I never thought I’d have a job that made me feel guilty for not playing enough video games as a kid.
The creative hats I’ve worn in the past as an Artist, Industrial Designer, and UX Designer all began with mentorship, and with adopting existing iterative methods that I molded over time into my own. There are many different approaches, styles, and preferences to these methods but overall, the processes have been tested and shared over many years and by many collaborators.
Designing for Augmented Reality was a bit different. I was fortunate to have some excellent work to reference from talented creators in the field, but the newness of designing for Augmented Reality meant that methods and tools for prototyping and user testing are not quite as established. I learned early on in my role to set aside what was comfortable and find new, weird, and fun ways to convey my ideas and discover insights. …
Use your day to day experiences to design for the virtual world.
The flat screen limitation is lifted in Augmented and Virtual Reality. On the one hand, it brings an expanse of new opportunities. On the other, it can introduce a flood of new questions and usability issues that never previously existed.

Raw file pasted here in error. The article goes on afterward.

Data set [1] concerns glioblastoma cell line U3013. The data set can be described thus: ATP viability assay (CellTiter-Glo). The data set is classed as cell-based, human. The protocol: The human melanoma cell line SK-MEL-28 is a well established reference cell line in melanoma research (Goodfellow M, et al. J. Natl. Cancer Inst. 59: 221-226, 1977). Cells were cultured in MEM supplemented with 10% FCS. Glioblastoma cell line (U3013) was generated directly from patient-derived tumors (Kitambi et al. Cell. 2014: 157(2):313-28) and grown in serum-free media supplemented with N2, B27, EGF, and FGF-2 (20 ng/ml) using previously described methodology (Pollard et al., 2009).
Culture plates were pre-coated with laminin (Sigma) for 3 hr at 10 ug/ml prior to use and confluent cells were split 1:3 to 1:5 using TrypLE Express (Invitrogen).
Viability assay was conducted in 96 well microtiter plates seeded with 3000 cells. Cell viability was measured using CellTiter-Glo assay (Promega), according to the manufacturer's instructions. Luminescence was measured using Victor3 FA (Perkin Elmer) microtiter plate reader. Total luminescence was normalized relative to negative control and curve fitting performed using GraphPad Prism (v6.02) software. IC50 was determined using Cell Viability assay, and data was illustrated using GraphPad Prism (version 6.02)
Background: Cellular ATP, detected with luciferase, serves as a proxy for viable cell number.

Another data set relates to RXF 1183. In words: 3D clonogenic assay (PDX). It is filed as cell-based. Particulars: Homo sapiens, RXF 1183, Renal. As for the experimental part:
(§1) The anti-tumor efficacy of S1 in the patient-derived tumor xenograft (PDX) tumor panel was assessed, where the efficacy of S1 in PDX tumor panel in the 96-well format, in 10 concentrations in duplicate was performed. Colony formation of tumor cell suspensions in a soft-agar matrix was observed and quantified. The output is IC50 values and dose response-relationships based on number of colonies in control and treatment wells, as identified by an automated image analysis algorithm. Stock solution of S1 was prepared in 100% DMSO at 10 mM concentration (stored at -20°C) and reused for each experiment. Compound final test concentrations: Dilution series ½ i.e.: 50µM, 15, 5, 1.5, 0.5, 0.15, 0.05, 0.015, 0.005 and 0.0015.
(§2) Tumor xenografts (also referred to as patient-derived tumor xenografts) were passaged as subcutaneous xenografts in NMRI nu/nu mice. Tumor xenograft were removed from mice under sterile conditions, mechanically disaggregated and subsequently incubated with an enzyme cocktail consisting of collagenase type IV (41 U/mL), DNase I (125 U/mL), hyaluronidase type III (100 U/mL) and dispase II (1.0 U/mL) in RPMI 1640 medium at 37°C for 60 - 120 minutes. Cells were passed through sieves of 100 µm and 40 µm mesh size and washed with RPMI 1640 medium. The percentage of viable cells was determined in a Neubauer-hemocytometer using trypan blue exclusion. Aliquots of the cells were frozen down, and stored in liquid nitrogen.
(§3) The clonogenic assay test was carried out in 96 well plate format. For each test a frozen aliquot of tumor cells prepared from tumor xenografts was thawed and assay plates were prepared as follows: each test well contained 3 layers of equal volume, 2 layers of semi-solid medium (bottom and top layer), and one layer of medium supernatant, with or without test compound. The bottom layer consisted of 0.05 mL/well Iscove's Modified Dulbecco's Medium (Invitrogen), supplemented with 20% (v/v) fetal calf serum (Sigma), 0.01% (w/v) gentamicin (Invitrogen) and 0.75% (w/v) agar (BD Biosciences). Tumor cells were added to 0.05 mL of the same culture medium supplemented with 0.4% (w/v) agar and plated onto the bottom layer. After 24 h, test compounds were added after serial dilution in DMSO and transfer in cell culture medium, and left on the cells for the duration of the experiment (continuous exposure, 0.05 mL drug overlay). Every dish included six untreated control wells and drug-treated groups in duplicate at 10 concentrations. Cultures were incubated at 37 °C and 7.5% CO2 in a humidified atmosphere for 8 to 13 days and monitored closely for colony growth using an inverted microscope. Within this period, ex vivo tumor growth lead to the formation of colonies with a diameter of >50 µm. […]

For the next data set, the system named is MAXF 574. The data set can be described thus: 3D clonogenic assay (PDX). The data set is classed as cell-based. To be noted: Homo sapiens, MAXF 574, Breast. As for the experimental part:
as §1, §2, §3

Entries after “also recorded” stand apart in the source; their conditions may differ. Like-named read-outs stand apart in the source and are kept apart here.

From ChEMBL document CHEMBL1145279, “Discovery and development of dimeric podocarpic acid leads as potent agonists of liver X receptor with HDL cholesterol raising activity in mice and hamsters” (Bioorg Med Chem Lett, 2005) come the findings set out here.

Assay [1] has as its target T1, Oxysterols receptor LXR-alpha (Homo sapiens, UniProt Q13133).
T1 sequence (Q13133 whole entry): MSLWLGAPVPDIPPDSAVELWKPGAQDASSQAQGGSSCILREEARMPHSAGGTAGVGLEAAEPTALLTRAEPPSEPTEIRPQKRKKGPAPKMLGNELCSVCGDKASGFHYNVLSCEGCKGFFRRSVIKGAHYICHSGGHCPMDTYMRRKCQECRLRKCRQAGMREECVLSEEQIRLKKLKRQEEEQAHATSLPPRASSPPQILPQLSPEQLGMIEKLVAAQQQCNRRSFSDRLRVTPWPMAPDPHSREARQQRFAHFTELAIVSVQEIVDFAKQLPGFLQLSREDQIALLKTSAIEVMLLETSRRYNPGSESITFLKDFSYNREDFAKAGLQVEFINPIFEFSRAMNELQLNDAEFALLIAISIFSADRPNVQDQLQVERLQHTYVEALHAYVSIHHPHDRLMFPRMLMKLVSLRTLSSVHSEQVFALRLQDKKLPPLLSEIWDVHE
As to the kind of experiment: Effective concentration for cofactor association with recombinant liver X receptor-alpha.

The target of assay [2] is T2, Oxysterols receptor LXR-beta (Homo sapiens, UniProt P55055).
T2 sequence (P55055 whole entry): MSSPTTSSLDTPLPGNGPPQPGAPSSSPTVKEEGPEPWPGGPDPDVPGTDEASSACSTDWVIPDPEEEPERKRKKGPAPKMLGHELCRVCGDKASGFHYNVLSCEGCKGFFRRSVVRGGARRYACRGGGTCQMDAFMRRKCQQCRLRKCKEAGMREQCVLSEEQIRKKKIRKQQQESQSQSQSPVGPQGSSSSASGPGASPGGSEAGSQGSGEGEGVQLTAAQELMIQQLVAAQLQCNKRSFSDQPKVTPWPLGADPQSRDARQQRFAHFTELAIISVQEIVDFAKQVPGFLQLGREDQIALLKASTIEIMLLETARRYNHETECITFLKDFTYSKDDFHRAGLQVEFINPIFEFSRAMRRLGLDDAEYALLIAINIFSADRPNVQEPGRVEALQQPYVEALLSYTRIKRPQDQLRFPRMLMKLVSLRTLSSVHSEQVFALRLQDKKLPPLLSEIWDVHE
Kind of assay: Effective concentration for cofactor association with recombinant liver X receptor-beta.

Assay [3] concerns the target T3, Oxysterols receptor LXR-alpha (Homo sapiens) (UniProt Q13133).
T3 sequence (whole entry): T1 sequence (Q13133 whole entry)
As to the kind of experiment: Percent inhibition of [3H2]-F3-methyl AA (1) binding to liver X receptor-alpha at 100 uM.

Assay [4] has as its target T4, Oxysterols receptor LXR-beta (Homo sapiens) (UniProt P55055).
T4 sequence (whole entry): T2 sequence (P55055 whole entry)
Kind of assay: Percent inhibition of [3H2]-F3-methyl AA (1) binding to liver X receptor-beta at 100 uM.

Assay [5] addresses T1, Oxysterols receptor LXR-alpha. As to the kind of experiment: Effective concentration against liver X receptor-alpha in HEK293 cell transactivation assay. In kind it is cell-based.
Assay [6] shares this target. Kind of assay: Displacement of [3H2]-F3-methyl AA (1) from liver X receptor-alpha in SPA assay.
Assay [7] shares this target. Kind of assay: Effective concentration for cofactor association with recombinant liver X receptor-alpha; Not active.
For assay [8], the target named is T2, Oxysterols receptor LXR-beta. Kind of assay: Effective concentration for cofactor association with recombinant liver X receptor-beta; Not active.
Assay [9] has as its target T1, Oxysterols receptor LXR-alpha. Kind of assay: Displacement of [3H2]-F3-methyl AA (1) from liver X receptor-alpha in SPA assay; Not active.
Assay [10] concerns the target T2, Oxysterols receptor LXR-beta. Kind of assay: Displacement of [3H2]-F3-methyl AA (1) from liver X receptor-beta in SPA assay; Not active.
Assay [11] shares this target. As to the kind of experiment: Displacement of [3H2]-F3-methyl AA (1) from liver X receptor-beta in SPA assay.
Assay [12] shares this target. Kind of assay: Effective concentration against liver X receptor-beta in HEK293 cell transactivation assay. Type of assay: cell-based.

Luckily, the majority of traditional design thinking methods still apply when designing in this new space. By adding a few new tools to your toolbox, the exploration becomes a liberating design venture!
I began my design career with an undergraduate degree in Industrial Design, and I’ve found myself referencing this education throughout my career as a designer in Augmented Reality. Iterating on physical objects for physical spaces prompts a different set of questions than those considered in the digital world of UX. When I moved into Augmented Reality, I found myself asking questions from both of these fields. …
Keep these best practices in mind to guide your design decisions throughout the process.
Getting to this stage in the design was a thrilling milestone, but the outcome of a long learning experience. When we first began ideation for our interface, it took a lot of guess and check, trial and error to find what did and did not work.
From this exploration, and extensive user testing, we learned a LOT about usability for AR. We found that, although we were designing something so familiar to a user as your applications, the cognitive load of AR, especially for new users, is still incredibly high. …